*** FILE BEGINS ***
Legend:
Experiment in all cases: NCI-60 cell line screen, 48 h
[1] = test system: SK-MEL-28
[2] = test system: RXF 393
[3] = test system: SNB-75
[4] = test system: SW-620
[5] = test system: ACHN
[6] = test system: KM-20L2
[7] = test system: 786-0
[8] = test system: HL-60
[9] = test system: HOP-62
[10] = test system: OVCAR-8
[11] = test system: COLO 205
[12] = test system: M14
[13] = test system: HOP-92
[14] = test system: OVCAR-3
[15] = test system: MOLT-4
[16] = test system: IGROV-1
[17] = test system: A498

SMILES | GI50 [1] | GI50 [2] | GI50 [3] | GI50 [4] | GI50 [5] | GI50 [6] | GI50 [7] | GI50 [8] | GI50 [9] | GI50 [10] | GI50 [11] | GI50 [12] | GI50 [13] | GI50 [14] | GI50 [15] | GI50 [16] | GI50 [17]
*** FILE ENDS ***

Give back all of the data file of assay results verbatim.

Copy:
Legend:
Experiment in all cases: NCI-60 cell line screen, 48 h
[1] = test system: SK-MEL-28
[2] = test system: RXF 393
[3] = test system: SNB-75
[4] = test system: SW-620
[5] = test system: ACHN
[6] = test system: KM-20L2
[7] = test system: 786-0
[8] = test system: HL-60
[9] = test system: HOP-62
[10] = test system: OVCAR-8
[11] = test system: COLO 205
[12] = test system: M14
[13] = test system: HOP-92
[14] = test system: OVCAR-3
[15] = test system: MOLT-4
[16] = test system: IGROV-1
[17] = test system: A498

SMILES | GI50 [1] | GI50 [2] | GI50 [3] | GI50 [4] | GI50 [5] | GI50 [6] | GI50 [7] | GI50 [8] | GI50 [9] | GI50 [10] | GI50 [11] | GI50 [12] | GI50 [13] | GI50 [14] | GI50 [15] | GI50 [16] | GI50 [17]